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What comes after the wedding is what really matters

While I'm away, readers give the advice.

What comes after the wedding is what really matters

D.: On the rush to marriage: I can't help thinking that people who really care which party proposes and is proposed to are often a long way from being ready to marry. I have seen enough pomp and circumstance to believe that anniversaries are vastly more worthy of celebration than weddings. Tying the knot means almost nothing compared to making it work for decades.

If families want to gather for the sake of gathering, I'm all for it. I just don't like it when people in serious relationships face outside pressure to marry.

Calling off wedding at 11th hour may result in stronger marriage

Seattle Mom: On the beauty of being left at the altar: Calling off a wedding at the last minute in some ways is more likely to result in a long, happy marriage. It means the person has faced that she has fears; has acted on her realization before the "large wedding," which would make acting on her feelings much more devastating for all involved; and wants to see if her issues can be resolved. Realize how hard this is to do.

If the couple then seeks help, at least two positive outcomes are possible: They will realize there are obstacles that are too big to ignore, whether they are hers, his or theirs together. Or, they will speak openly to each other about their feelings, share their fears, explore what needs to be changed or discussed, and learn to trust each other on a much deeper level, and the wedding will happen when they are ready.

A marriage founded in this kind of openness and trust is much more likely to be "long and happy" than one that begins with one person conflicted and unhappy and not brave enough to say so.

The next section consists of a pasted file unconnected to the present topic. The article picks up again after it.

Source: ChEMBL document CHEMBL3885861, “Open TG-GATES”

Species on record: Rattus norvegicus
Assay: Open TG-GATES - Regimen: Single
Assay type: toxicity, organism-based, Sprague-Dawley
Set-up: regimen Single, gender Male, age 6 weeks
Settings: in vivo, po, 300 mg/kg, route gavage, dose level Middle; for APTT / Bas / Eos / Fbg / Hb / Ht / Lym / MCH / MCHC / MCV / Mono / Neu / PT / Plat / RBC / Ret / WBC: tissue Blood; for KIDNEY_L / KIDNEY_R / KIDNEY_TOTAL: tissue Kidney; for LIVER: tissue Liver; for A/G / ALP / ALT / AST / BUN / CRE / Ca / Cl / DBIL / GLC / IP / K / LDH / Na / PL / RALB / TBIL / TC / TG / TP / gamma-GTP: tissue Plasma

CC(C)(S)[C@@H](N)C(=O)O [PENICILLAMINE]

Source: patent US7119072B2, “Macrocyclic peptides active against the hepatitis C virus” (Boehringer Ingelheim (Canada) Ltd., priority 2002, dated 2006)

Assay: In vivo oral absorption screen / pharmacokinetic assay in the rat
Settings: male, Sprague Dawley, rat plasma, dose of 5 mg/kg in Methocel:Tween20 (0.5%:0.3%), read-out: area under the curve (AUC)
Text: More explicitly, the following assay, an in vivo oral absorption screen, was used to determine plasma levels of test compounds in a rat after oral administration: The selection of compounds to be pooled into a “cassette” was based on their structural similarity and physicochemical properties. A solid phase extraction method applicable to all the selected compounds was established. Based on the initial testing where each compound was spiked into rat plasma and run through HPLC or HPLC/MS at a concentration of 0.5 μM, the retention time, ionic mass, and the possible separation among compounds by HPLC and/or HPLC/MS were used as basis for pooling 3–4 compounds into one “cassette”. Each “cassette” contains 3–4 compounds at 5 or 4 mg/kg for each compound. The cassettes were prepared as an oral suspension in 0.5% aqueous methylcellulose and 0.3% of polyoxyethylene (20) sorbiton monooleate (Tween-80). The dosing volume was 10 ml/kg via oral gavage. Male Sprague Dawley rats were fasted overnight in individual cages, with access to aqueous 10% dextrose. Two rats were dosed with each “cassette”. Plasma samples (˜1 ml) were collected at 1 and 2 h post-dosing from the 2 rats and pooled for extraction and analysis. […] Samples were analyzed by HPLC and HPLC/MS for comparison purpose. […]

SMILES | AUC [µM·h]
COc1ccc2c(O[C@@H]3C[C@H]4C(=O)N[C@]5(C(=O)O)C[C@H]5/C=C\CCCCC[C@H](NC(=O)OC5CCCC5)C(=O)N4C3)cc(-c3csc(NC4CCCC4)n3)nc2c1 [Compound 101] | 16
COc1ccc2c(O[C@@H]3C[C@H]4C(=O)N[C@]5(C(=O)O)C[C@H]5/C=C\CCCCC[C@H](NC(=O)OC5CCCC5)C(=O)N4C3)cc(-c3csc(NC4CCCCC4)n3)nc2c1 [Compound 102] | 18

Answer to tough question may present itself if framed correctly

C.: On marrying young: I really struggled with that "Will I regret getting married so young?" thing. Until, by the grace of God, I flipped the question around, and asked myself: "Will I regret it if I don't marry him?"

That answer was very loud and clear.

Forty-two years later, I still like him best.

I do advise those who marry young, however, to put off kids for a few years. It isn't fair to the kids when you look at them and regularly think, "If it weren't for you, I could have done X with my life."

Another way to ask about an ex

B.K.: On asking dates, "Why did you get divorced?" Early on, I prefer, "What do you value about your ex-wife/husband?" It brings on positive reflection and allows me insight into whether we have shared values.

If line is crossed, end it quickly

JBT: On figuring out what you want from a relationship, and sticking to it: Early in a relationship, both parties want to make it work and will do any number of things to please. Like new employees at work, they look good for a while, but slowly their true traits show up.

Once the line you've drawn in a relationship has been crossed, breaking it off quickly — as much as it hurts, and as annoying as it is to get back on the dating merry-go-round — is phenomenally better than driving it farther down the road into a much larger wreck.

You can be called rude, callous and cold, but not wrong. I've been there.

What comes after the wedding is what really matters 06/15/10 [Last modified: Monday, June 14, 2010 6:29pm]

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